By LOUIS FLORES
The Clerk's Office of the U.S. District Court for the Southern District of New York has assigned Progress Queens' Freedom of Information Act lawsuit to U.S. District Court Judge John Koeltl, Progress Queens has learned. A U.S. Magistrate Judge has not yet been assigned. Because of an application filed by the publisher of Progress Queens, the next step in the litigation will be for the Clerk's Office to arrange for an officer of the U.S. Marshals Service to serve the Complaint on the Defendant.
The FOIA lawsuit was filed by the publisher of Progress Queens after the Defendant, the U.S. Department of Justice, failed to process a public records request filed under FOIA within the time prescribed by the statute, failed to approve a fee waiver, and failed to answer an appeal of the agency's determinations. As a summary, the FOIA Request sought records about (i) the dates, times, locations, and hosts of the speeches given by U.S. Attorney Preet Bharara ; (ii) recordings in any format of the speeches, including transcripts ; (iii) the amounts paid to cover the costs of the speeches, including travel ; and (iv) policies and procedures for the handling of records about the speeches.
In the past, U.S. Attorney Bharara has admitted that the Nation's top Federal prosecutor for New York's southern district heads an office of prosecutors that has wide discretion and power to bring prosecutorial cases, sometimes invoking the nickname of "the Sovereign District of New York" that is often used to describe his office's independence. If U.S. Attorney Bharara has reason to believe that there is official wrong-doing taking place, for example, he has discretion to obtain records by simply sending a letter and ordering a van to be driven to a location for the collection of records and documents, as was done in 2014 after news reports were published, indicating that Gov. Andrew Cuomo (D-New York) had agreed to shutter the Moreland Commission under unusual circumstances. The work of U.S. Attorney Bharara and the prosecutors in his office have inspired the public to believe that he is leading the charge to restore integrity in Government, but not much is known about the numerous speeches he gives, except that he gives them.
Besides the content of the speeches, it is not known at what cost the speeches are given
The FOIA Request that underlies the FOIA lawsuit was filed after U.S. Attorney Bharara traveled to the upstate New York resort town of Saratoga Springs to give a speech during the convention of a press association. When the U.S. Attorney's Office refused to agree to release a transcript conformed from written notes known to exist of the speech, the publisher of Progress Queens notified the U.S. Attorney's Office that they were in violation of FOIA.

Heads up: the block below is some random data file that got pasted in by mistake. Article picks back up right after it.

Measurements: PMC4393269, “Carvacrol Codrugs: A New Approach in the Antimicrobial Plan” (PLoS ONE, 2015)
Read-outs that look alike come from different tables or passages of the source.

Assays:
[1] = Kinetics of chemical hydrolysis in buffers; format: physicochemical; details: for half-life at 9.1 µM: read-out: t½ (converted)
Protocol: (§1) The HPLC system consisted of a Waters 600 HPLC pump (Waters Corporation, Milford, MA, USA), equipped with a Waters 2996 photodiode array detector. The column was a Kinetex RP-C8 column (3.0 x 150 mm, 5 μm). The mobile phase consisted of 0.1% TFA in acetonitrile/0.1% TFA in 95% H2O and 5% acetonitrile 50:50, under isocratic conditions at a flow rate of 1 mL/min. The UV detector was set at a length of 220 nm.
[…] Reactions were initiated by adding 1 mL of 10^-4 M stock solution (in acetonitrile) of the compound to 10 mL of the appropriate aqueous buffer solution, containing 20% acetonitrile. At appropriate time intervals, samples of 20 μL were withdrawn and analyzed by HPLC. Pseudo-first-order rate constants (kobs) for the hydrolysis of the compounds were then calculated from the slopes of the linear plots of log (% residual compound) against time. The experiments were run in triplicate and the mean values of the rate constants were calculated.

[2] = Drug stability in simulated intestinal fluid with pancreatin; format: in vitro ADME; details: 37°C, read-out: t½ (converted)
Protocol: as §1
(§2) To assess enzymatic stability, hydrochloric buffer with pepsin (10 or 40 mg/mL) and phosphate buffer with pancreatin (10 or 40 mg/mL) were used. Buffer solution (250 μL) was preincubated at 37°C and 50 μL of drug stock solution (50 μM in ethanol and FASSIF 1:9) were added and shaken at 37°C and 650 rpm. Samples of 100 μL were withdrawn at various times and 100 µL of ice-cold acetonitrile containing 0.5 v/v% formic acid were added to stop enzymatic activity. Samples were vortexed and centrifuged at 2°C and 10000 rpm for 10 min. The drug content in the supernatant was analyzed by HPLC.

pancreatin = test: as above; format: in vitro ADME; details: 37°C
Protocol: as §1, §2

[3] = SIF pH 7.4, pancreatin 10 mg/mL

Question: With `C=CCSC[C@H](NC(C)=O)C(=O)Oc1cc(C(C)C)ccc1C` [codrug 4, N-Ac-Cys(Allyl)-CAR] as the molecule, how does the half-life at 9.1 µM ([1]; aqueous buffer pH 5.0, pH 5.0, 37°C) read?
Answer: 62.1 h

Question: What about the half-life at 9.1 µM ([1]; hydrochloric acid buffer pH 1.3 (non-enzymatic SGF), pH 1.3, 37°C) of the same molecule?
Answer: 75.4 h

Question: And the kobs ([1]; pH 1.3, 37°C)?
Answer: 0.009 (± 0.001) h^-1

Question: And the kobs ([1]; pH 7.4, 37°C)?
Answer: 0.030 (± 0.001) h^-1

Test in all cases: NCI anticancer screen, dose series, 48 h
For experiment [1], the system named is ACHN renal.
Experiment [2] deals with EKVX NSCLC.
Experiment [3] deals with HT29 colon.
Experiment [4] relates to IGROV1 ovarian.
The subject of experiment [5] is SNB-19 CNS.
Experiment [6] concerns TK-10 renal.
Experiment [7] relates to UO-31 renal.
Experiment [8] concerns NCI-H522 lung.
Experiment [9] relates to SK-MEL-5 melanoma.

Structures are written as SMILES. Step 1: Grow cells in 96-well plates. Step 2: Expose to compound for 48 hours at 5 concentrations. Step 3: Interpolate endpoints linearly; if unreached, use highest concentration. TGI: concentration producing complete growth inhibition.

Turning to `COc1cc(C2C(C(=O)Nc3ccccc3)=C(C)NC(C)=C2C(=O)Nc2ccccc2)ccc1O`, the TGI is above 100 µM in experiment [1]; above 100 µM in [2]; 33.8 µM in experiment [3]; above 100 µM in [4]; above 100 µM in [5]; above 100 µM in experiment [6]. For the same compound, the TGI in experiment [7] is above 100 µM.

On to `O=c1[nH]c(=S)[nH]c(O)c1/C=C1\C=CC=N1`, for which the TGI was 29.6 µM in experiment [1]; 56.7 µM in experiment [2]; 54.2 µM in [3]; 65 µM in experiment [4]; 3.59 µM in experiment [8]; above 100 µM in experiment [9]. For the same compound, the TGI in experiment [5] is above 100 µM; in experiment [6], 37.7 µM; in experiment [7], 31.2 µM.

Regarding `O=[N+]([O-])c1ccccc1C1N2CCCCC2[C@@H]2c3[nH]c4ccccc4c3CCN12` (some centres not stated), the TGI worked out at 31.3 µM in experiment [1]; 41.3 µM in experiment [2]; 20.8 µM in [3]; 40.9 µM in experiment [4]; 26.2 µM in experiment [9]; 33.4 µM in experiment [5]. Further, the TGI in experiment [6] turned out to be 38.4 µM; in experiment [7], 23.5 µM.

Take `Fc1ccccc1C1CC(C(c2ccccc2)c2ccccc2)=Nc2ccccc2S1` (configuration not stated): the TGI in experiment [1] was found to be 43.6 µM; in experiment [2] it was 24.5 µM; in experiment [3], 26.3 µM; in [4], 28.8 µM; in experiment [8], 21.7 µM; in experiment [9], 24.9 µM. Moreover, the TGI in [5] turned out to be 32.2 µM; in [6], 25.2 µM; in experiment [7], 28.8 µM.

It is not known who paid for U.S. Attorney Bharara to travel to Saratoga Springs to deliver the speech. In the past, U.S. Attorney Bharara has traveled to Albany ; Frankfort, Ky. ; and Cambridge, Mass., amongst other locations outside his primary jurisdiction, to deliver speeches.
Requests made by Progress Queens to individuals at the U.S. Attorney's Office to discuss settlement of the FOIA Request were not answered. (A prior, written offer to settle the FOIA Request along with an unrelated FOIA Request was not accepted by the Defendant.) A request made by Progress Queens to amicably settle the FOIA lawsuit shortly after it was filed was similarly not answered. In unrelated FOIA litigation between the parties, the Defendant has admitted that it litigates FOIA Requests and waits for Courts to enter orders compelling the disclosure of records before the DOJ will consider complying with FOIA.
Because U.S. Attorney Bharara rarely gives one-on-one interviews and because the U.S. Attorney's Office has a policy of generally not allowing Assistant U.S. Attorneys to give press interviews, the only way for the press and for the public to know the thoughts, ideas, and motivations of the Nation's top Federal prosecutors for New York's southern district would be to read the U.S. Attorney's speeches. As was noted in the FOIA lawsuit, a page on the Web site for the U.S. Attorney's Office provides transcripts of only some of U.S. Attorney Bharara's past speeches. Less significant Government officials, such as officials of the U.S. Federal Reserve Bank, post online records of their speeches, including transcripts and, if available, recordings of their speeches.
Statistics published in January 2016 by the FOIA Project indicated that the U.S. Department of Justice is the most frequent Defendant of FOIA lawsuits. The FOIA Project is a program of the Transactional Records Access Clearinghouse, a research center at Syracuse University.